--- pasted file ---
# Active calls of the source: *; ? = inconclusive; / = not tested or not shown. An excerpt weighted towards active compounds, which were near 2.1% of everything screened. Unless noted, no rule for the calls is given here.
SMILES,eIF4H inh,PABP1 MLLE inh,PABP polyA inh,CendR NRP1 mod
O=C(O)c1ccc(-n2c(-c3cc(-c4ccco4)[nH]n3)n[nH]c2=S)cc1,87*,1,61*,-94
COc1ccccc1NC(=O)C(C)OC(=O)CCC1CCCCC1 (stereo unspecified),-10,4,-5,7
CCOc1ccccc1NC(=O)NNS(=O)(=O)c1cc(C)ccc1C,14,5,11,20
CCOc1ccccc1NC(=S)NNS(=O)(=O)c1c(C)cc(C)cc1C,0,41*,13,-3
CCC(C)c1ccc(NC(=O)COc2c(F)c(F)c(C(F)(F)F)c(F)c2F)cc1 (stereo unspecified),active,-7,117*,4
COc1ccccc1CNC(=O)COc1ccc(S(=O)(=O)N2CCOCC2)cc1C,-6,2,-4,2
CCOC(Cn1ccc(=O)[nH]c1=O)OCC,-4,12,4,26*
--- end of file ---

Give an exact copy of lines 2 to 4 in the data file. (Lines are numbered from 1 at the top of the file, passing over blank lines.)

SMILES,eIF4H inh,PABP1 MLLE inh,PABP polyA inh,CendR NRP1 mod
O=C(O)c1ccc(-n2c(-c3cc(-c4ccco4)[nH]n3)n[nH]c2=S)cc1,87*,1,61*,-94
COc1ccccc1NC(=O)C(C)OC(=O)CCC1CCCCC1 (stereo unspecified),-10,4,-5,7